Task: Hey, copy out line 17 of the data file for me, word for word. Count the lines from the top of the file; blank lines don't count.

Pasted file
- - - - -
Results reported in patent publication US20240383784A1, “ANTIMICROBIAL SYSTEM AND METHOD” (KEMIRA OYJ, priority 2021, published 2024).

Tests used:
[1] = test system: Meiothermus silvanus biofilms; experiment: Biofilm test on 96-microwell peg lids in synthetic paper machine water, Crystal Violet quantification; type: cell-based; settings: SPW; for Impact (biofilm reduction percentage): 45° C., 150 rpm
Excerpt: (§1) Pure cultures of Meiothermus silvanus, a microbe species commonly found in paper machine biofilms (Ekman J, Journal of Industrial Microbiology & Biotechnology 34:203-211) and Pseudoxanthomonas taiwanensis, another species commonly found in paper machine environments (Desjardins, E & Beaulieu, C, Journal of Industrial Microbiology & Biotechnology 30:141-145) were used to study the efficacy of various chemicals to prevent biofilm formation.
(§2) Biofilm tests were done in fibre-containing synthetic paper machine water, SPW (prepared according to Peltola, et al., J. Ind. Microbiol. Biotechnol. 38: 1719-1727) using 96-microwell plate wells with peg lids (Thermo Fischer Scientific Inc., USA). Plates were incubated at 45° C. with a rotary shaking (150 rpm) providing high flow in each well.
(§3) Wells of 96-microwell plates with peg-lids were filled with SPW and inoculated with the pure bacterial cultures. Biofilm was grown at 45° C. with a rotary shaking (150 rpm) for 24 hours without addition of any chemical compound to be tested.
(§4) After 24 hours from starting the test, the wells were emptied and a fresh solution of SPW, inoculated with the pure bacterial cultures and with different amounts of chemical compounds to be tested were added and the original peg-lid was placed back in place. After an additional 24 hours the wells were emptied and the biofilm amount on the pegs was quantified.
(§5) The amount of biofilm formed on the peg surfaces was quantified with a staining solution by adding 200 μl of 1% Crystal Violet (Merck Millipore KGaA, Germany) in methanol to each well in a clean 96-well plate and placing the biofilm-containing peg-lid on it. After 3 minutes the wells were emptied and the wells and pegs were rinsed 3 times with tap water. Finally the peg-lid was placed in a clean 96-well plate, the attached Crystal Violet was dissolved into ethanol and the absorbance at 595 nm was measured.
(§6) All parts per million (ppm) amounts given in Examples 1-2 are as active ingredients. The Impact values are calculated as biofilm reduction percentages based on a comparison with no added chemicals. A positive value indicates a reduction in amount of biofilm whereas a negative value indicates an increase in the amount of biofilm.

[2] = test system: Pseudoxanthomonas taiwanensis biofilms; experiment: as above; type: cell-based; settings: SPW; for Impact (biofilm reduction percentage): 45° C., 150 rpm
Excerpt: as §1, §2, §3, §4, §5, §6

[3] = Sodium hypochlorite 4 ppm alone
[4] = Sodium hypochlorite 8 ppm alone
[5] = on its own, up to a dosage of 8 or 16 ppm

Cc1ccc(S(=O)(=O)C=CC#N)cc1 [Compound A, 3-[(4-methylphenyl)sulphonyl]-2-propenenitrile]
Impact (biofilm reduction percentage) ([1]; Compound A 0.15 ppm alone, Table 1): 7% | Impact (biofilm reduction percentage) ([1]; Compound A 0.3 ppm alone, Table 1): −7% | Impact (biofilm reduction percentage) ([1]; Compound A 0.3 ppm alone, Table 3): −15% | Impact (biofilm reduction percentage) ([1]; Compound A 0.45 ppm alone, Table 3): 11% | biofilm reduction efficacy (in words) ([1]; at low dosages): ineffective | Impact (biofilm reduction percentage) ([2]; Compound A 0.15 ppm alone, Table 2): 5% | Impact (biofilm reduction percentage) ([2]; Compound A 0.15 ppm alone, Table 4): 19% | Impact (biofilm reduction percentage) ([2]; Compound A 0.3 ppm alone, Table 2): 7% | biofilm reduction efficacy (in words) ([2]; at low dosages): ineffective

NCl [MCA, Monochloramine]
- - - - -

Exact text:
NCl [MCA, Monochloramine]